A lonely princess and a poor cobbler fall in love while trying to retrieve three magical orbs that were stolen by a bumbling thief, all while outwitting a powerful sorcerer as adventure and ... Read allA lonely princess and a poor cobbler fall in love while trying to retrieve three magical orbs that were stolen by a bumbling thief, all while outwitting a powerful sorcerer as adventure and comedic pop culture references abound.A lonely princess and a poor cobbler fall in love while trying to retrieve three magical orbs that were stolen by a bumbling thief, all while outwitting a powerful sorcerer as adventure and comedic pop culture references abound.
- The Thief (Majestic Films version)as The Thief (Majestic Films version)
- (as Ed. E. Carroll)
Is it better than the Miramax version? Most definitely. Miramax vandalized the movie by adding those voice-overs for the Thief and the Cobbler characters - a ludicrous idea, since these characters were designed to be SILENT. Seeing these quiet characters not moving their mouths - but hearing wise-cracking dialogue, and dialogue that doesn't fit the character's personalities - is infuriating and very distracting. Though Miramax didn't do all the butchery, since the movie was significantly cut by other hands, and with poor linking animation added. (Not to mention some HORRIBLE song numbers.)
The workprint beats the Miramax version by far - but it's not perfect. True, seeing all that uncut animation - AMAZING animation - makes it a must see. It's breathtaking at times. But if the movie had been finished, I'm sure critics and audiences - when not gushing about the animation - would have criticized the story and characters. There's barely a story here, and it takes forever to get going. And once it gets going, there are plenty of times when the story stops for a pseudo intermission. Apparently, Williams was so charmed by all the vignettes that he thought up (mostly to do with the Thief bumbling around and making an ass of himself), he didn't want to leave any of them out. Seen by themselves, the vignettes are funny and a wonder to the eye. But seeing one after the other...well, it gets tiring after a while.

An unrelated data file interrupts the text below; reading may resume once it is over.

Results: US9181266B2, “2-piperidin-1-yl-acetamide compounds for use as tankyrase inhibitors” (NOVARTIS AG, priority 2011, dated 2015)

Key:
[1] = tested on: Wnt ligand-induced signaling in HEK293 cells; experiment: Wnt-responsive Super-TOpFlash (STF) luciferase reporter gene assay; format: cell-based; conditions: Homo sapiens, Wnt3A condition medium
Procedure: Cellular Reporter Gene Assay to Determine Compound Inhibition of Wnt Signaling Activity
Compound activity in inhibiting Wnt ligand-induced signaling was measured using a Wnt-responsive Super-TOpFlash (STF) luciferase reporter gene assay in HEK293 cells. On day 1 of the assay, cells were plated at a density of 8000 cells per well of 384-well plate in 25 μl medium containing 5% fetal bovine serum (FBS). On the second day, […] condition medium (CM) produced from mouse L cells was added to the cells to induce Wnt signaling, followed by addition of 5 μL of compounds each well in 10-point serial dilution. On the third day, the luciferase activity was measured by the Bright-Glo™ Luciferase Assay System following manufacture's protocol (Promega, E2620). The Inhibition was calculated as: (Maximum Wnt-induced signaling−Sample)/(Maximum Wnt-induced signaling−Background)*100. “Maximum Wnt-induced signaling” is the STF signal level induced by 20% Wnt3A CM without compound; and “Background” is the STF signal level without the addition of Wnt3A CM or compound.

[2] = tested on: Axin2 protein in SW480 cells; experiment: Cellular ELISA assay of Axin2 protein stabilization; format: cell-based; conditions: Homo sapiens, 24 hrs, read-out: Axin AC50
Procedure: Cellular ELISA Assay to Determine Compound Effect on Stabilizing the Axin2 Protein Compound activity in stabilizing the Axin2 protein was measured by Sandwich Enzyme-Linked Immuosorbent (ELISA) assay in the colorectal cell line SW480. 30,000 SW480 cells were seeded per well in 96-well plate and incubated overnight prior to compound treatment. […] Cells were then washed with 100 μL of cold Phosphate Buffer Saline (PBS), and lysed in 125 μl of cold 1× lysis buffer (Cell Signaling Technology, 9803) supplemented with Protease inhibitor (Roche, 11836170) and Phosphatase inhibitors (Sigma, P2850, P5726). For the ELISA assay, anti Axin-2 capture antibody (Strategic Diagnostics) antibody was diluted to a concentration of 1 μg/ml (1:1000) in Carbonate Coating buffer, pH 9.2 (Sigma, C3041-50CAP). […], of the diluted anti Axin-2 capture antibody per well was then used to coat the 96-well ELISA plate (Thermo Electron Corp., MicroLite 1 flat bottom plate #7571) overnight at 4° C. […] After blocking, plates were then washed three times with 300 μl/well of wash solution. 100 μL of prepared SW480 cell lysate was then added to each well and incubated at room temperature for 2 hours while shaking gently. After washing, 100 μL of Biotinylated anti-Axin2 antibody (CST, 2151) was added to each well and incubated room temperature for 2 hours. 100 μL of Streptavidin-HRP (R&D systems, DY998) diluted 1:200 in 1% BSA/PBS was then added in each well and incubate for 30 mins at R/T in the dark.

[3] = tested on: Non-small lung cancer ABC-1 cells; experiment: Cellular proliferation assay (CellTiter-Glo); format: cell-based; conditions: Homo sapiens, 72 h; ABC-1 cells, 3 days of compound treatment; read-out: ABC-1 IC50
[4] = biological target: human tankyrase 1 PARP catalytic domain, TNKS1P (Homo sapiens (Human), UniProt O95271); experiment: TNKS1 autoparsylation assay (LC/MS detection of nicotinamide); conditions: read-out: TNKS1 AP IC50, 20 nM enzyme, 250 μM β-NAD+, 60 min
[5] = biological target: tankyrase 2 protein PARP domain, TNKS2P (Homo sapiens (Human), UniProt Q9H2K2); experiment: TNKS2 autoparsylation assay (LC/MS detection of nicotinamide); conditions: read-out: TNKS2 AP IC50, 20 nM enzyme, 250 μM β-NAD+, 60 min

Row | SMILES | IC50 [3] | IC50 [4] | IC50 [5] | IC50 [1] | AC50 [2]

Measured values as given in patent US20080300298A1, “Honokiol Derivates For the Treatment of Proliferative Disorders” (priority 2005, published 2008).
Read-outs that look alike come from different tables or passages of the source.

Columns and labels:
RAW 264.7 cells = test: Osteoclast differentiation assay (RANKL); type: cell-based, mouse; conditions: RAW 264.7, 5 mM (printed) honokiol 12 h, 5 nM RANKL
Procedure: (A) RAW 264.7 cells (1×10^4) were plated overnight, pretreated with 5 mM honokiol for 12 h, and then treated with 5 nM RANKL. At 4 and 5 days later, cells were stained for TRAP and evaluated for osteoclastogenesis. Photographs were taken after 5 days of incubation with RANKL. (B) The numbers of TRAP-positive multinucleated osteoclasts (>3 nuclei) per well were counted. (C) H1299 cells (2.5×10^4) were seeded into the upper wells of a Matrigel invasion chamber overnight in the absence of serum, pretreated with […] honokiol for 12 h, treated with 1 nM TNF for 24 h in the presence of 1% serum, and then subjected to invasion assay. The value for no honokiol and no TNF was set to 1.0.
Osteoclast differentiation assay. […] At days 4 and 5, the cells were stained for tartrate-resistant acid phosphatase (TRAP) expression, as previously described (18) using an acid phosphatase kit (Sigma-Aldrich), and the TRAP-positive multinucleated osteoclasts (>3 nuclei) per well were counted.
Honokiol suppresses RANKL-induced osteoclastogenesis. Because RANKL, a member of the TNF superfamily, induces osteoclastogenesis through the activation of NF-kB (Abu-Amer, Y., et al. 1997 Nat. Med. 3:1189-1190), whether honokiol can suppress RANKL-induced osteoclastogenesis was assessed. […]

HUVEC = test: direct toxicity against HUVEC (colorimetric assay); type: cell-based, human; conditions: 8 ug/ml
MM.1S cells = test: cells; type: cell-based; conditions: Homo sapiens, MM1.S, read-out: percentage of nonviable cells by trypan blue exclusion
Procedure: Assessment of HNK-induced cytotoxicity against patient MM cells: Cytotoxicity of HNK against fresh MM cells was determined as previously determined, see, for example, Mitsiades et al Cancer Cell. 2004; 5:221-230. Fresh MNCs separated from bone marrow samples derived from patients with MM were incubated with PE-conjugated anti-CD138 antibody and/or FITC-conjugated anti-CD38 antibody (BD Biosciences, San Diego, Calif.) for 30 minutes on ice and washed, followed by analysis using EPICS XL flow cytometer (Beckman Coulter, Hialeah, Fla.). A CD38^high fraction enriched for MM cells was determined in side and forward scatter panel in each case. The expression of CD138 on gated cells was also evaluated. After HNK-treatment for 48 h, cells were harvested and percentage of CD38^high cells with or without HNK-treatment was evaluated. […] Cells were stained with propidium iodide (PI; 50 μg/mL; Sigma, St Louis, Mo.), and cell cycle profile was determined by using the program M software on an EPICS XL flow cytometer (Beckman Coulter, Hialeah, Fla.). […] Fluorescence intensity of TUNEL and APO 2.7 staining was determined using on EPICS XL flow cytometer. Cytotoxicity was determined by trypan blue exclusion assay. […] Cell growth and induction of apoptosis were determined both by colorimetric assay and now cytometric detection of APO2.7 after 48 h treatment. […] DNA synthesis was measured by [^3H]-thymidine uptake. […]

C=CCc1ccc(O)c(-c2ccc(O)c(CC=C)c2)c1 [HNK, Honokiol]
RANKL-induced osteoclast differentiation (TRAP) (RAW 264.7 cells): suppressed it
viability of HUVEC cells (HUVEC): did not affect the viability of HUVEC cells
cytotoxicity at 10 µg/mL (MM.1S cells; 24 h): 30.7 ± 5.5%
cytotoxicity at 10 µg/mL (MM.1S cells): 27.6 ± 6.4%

As well, with all the effort put in making visual splendor and animated gags, it seems not much was put into fleshing out the characters more than they are now. (Though they all have a charm that carries them further than you'd expect.)
Though I do have some sympathy for Williams for the heartbreak he suffered after being fired from the project (after working on it for more than 20 years!), he must accept his share of the blame for his firing and the eventual butchery of his project, seeing that he constantly went over time and budget, and refused to stop "improvising" as well as avoiding scripts and storyboards.
Anyway, seek the workprint and avoid the Miramax version!
- Jun 20, 2001